Thursday, June 27, 2013

Aunt Betsy, tear down this wall

The weekend of Little Man's birthday party, one of Beau's sisters came to town to check out our money pit West Virginia house, cuddle our little love bug, celebrate a huge milestone birthday, and visit with her favorite brother and sister-in-law.

Little did Betsy know, we'd put her to work. Her visit with us, though not relaxing on her part, was incredibly helpful to us on so many levels. While Beau and I were staining the siding, she took Little Man on long walks to check out the wildlife and get him away from the fumes. She was also so, so, so incredibly helpful getting ready for Little Man's party. (She got to use the helium tank to blow up the balloons, among many other jobs! We sure do know how to spoil a gal.)

She also got to try her hand at demolition.

I think it was a first for her.

And I definitely think she liked it!

From far away, the stone fireplace looks to be the only redeeming item in the living room. (The bed was the old owner's bed. It has since moved to its new home.)

In reality, though, the wall was poorly installed. (I really should have taken close-up pictures, but you can see the gap between the wall and the rock. Up close you can see the board beneath the stone through that gap. It looks like it was just never properly finished. I think that will be a recurring theme with this house.)

Another deciding factor is that we really want to have a wood burning stove in the house to help heat it in the winter. This fireplace is a gas stove that is really just there for aesthetics rather than heat. Plus, is just doesn't look safe.

I also think Beau probably just wanted to tear down a wall.

Betsy and I took a trip up the mountain to Starbucks and when we returned Beau had done a number on the stone. While he took Little Man down the mountain, she and I tried to finish up the removal and dumped the stone in the dumpster. We then started removing screws. When the wall was built, it was framed, plywood was installed over the framing, and wire mesh was screwed in to the plywood. With little exaggeration, I can say nearly a million screws were used. The mesh then held the mortar and stone.

We found a few little surprises when the wall came down. I was seriously convinced that there would be a dead body or something behind the wall. (Hey, I taught Poe's "Cask of Amontillado" to ninth graders for years and years. That makes it way less weird.) The biggest surprise after not finding a body was that there were two outlets behind the wall. They were totally inaccessible. While I'm not really up on electrical code, I'm pretty sure that is totally against it. To me it seems like a bit of a fire hazard.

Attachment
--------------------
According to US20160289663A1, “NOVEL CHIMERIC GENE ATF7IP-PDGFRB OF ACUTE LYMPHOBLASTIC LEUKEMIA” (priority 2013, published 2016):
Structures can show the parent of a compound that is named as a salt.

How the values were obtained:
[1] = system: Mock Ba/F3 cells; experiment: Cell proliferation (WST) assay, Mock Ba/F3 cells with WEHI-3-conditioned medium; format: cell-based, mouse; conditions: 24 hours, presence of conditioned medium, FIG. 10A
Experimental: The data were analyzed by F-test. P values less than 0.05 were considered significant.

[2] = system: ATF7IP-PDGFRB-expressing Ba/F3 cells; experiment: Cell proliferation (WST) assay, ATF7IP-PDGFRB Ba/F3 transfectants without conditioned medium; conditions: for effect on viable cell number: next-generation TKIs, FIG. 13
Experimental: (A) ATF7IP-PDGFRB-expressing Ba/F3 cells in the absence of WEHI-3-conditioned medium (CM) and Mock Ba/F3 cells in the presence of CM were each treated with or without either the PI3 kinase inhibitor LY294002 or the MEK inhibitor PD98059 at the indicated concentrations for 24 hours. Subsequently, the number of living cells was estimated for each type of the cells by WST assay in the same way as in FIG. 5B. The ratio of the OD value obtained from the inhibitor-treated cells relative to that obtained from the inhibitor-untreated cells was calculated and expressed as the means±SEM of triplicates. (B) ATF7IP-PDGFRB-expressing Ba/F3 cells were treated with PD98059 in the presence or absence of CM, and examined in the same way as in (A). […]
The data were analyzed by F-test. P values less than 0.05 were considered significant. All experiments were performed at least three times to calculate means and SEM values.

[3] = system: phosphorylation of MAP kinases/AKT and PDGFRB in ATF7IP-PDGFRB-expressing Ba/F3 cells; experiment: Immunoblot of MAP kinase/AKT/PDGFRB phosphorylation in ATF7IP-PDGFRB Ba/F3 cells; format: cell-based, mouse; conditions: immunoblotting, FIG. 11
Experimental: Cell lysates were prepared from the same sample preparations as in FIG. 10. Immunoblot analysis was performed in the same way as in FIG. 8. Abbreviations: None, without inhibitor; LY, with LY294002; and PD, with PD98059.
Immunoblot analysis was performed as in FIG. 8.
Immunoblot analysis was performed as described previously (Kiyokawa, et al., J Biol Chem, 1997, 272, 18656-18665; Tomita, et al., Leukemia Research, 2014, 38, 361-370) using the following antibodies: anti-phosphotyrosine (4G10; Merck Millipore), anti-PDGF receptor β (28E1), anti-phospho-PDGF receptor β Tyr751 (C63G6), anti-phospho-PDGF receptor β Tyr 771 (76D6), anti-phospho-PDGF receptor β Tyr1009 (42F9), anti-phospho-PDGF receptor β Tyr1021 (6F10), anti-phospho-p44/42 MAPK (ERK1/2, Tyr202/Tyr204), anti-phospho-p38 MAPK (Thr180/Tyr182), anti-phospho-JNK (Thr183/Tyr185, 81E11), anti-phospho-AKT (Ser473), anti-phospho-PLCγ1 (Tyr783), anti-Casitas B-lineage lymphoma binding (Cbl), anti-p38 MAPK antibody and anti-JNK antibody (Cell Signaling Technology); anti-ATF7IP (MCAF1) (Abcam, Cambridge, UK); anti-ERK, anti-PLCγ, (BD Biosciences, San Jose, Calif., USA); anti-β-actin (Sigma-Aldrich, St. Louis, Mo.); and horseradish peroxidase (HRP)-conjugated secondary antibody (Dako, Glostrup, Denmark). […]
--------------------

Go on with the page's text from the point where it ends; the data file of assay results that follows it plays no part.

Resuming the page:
The holes in the wall at the ceiling were because the wall there was black. It wasn't clear if the blackness was from smoke damage or mold, so Beau tore a chunk of the wall out. (After seeing the damage in the west wall, we really wanted to make sure that there was no moisture behind that wall, too.) The insides looked good, so we're pretty sure that the blackness was smoke damage.

The other big surprise was that there was no gas shut-off valve at the source, so we weren't able to unhook the fireplace. We'll have to have a professional come out and do that. (Beau would love to do it, but I put my foot down there. Tear down walls, uninstall toilets, whatever. DO NOT mess with anything that can cause a huge explosion. I know, I know, I'm suck a buzz kill.)

We were pretty bummed about that last revelation because we had really hoped we'd get rid of the hulking fireplace and really feel like we'd made progress.

While demolition is way fun, it is always way messy. I did not love the clean-up afterwards. Fortunately, the weather was amazing so we could open doors and windows to air it out Also, we have no almost no furniture. Because of that, cleaning really just entailed mopping the floors a million times and wiping down counters as many times.

Just for comparison, I took this shot of a clean Swiffer Wet Jet mop and one that had made two sweeps through the dust and dirt. It took five of them to get the floor to look sort of clean. Later I mopped on my hands and knees with a rag and Mr. Clean.

Even though it feels like we are only making backwards progress (wait, is that an oxymoron?), I know that getting all of this stuff done now while the house is just an uninhabited shell will make life easier down the road. In all honesty, my head probably would have exploded if we had done the floors, painted and furnished the upstairs and decided to take the wall out in a few years. Quel mess.

Essentially we are creating a blank canvass upon which to paint our mountain masterpiece.

Geesh that was corny.

Soon (a totally relative word, in all honesty), Aunt Betsy will come to visit and instead of the empty shell of a deckless house she will come to a lovely, furnished, finished home that requires no manual labor. I'll be bringing her a drink of her choosing on the deck. Or maybe we'll sip tea or cocoa in front of a roaring fire in the new fireplace.

Looking at it now, that seems so far away...

Any other walls coming down out there in the blogosphere? Anyone else finding scary code-breaking stuff in a house you're renovating?  

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